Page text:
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China

China’s Family Planning ‘Farce’: The Tale Of A Senior Citizen’s $47 Vasectomy

Liu Changjiang, 58, was never planning on having children. But that didn’t stop a local health clinic in Henan Province from giving him a vasectomy. Though the surgery won’t affect China’s population numbers, it does help Changjiang’s village meet its ann

One child per family policies still reign in Chinese cities (Praziquantel)
One child per family policies still reign in Chinese cities (Praziquantel)
Liu Jinsong

SHUNHO - Liu Changjiang is a villager from the Shunho District of Henan Province. He is single, has no family and lives in a senior's home. Luckily for him, he is one of the few people for whom the government guarantees a state retirement.

But recently, he was also the unlikely recipient of a vasectomy, which was performed at a local family planning clinic specializing in sterilization surgery. Among the family planning measures used in China, vasectomy is one of the most effective, typically practiced by couples who already have two children and are under 40 years old. Changjiang is 58.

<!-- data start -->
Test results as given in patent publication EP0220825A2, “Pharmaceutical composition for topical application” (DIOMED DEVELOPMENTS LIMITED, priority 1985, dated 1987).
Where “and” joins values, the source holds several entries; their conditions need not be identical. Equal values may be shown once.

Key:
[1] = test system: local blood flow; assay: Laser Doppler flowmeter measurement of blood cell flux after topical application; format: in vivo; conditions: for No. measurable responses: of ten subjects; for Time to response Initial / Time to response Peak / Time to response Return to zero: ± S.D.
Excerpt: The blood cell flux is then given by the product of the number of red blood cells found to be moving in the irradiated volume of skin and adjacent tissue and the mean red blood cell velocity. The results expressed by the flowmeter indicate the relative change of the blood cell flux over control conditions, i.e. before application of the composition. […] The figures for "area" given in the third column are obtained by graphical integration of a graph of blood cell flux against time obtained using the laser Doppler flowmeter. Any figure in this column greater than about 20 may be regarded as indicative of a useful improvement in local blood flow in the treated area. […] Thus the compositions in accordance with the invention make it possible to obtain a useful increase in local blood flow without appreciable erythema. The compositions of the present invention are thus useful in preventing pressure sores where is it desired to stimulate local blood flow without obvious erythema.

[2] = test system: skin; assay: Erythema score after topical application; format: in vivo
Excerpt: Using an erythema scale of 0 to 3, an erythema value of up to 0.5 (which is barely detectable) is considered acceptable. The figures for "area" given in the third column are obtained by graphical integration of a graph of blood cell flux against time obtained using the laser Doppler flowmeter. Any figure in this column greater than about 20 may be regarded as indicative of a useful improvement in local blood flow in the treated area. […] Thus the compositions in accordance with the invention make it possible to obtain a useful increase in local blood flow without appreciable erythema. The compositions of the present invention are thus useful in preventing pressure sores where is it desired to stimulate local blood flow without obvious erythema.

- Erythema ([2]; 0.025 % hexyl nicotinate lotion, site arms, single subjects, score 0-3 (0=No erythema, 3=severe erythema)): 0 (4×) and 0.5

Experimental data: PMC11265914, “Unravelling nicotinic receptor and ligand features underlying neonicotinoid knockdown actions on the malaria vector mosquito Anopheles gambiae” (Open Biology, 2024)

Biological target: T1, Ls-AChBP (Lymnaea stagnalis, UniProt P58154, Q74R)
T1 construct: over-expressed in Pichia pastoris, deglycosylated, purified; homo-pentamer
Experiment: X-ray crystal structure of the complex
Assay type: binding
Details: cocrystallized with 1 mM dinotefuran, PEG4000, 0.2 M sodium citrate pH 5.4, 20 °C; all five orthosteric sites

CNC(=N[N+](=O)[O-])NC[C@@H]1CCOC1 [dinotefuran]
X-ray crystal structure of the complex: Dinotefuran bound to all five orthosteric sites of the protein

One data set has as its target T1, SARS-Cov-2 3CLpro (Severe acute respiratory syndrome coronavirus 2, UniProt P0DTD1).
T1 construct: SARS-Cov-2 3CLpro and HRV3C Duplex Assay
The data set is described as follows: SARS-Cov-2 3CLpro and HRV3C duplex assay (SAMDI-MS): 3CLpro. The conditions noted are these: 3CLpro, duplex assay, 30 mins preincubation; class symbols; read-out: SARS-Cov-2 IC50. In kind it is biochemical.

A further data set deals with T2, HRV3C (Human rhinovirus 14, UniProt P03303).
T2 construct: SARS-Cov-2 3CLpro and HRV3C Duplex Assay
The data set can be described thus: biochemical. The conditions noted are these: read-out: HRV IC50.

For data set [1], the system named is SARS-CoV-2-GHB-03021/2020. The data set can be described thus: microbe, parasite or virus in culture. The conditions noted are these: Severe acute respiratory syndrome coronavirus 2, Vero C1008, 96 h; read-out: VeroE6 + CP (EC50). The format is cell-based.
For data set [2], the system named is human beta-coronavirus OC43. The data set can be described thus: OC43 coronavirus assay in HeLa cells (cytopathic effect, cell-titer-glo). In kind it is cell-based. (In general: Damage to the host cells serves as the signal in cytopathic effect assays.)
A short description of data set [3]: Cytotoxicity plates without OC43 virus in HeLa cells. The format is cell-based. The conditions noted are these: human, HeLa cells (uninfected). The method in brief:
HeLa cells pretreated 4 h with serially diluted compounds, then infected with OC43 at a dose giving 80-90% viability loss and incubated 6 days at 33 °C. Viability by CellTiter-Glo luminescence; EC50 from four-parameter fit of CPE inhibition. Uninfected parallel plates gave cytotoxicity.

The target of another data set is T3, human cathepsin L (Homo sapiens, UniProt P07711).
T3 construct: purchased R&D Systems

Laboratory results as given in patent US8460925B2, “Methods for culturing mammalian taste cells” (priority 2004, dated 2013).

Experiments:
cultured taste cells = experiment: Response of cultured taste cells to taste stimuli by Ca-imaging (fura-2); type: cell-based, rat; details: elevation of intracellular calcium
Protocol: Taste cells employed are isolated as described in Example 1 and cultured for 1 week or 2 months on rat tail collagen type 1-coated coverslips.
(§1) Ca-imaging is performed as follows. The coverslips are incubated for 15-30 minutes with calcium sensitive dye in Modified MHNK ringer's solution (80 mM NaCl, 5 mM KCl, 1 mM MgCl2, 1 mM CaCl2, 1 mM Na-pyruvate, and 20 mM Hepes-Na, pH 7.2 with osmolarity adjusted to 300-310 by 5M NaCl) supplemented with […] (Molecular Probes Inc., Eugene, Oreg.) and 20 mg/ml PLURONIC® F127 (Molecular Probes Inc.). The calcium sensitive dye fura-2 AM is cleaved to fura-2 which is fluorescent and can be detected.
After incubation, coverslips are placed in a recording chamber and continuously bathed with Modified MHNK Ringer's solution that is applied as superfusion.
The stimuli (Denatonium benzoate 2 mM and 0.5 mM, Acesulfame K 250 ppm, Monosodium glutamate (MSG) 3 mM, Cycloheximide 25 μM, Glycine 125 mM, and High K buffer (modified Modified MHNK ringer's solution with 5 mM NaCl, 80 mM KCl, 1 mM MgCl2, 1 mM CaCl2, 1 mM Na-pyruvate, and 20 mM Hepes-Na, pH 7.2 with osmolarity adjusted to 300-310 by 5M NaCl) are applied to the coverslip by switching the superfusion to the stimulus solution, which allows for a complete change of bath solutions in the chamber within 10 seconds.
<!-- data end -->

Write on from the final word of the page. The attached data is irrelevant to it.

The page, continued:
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Geopolitics

NATO Entry For Sweden And Finland? Erdogan May Not Be Bluffing

When the two Nordic countries confirmed their intention to join NATO this week, Turkish President Recep Tayyip Erdogan repeated his plans to block the application. Accusing Sweden and Finland of' "harboring" some of his worst enemies may not allow room for him to climb down.

Turkish President Recep Tayyip Erdogan declared opposition to Finland and Sweden entering NATO

Meike Eijsberg

-Analysis-

LONDON — When Turkish President Recep Tayyip Erdogan declared his opposition to Finland and Sweden entering NATO, it took most of the West's top diplomatic experts by surprise — with the focus squarely on how Russia would react to having two new NATO members in the neighborhood. (So far, that's been a surprise too)

But now Western oversight on Turkey's stance has morphed into a belief in some quarters that Erdogan is just bluffing, trying to get concessions from the negotiations over such a key geopolitical issue.

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To be clear, any prospective NATO member requires the consent of all 30 member states and their parliaments. So Erdogan does indeed have a card to play, which is amplified by the sense of urgency: NATO, Sweden and Finland are keen to complete the accession process with the war in Ukraine raging and the prospect of strengthening the military alliance's position around the Baltic Sea.

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